What is this? Well, it is that which provides the Lord with what He most desires. It is the heart satisfaction of the Lord that is represented by this. The heart satisfaction of the Lord was found in what Mary did. It is here that we understand the meaning of Bethany. You go over to Matthew 21, and you will find the story of the fig tree. Jesus is moving between Jerusalem and Bethany; He has been into Jerusalem and has seen things in the temple, and His heart has been pained, shot through with the agony of disappointment. He has looked round upon all things, and has said nothing, and has gone back to Bethany. In the morning, as He is in the way, being hungry and seeing a fig tree, He comes up to it, to see whether perhaps it is bearing fruit. But He finds none, and says, "Let no fruit grow on thee henceforward for ever"; and as they return, the disciples mark that the fig tree is withered and dead; they point out the fact.
Now that fig tree, as we know, was bound up with Jerusalem, and was a type of Judaism as it then was. The heart disappointment which the Lord had met in the temple was one with His heart disappointment in coming hungry to the fig tree and finding no fruit; the two things are one. That order of things, then, passes out of His realm of interest; Judaism goes out for the rest of the age – "Let no fruit grow on thee henceforward for ever" (Gr. "unto the age"). It cannot satisfy Him, and it goes; it is a withered tree providing the Lord with nothing.
But when that heart disappointment is felt so acutely, and registered in that way by Him, He goes to Bethany, and Bethany means "the house of figs". Not in the temple, and not in Jerusalem, does the Lord find His satisfaction, but in Bethany. That is why He was always going there. Heart satisfaction for Him now was not in the cold, lifeless, formal religious system of the day, but in the living, throbbing, warm atmosphere of the Bethany home. He always knew that, while His words were rejected in Jerusalem, they would be accepted there, and listened to eagerly, and there would always be someone who would 'keep on' listening.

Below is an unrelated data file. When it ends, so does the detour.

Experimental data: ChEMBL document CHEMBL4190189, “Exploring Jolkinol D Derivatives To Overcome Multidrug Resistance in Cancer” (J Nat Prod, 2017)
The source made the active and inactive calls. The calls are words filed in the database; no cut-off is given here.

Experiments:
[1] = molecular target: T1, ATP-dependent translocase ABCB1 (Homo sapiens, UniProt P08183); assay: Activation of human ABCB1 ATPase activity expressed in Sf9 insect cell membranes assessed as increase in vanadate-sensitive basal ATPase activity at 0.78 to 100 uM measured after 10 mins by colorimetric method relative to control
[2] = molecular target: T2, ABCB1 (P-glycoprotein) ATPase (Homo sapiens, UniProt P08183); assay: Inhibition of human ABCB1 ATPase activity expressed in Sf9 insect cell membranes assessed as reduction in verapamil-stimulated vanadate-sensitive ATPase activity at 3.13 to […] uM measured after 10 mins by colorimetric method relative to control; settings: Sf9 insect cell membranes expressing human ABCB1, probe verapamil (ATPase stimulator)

I am impressed with Acts 2; it says that after Pentecost those who believed "continued stedfastly in the apostles' teaching" (vs.42). You see, there the Church came in, and that is its feature: "they continued stedfastly in the apostles' teaching." We are so used to those words that they do not seem to convey very much to us. Will you bear with a simple practical way of seeking to apply it?
In these pages certain things are being said. Now you will read them, and you will go your way, and perhaps you will remember them for a certain length of time; perhaps for a long time you will remember Bethany. Mention of Bethany will bring back something – certain things that you have read. You may speak of this message as a more or less good one, an interesting message, or something like that. What a difference between that and your going away and 'continuing stedfastly in the teaching'! You must yourself interpret this, and say to yourself: 'Now what does it mean for me to continue stedfastly in that?'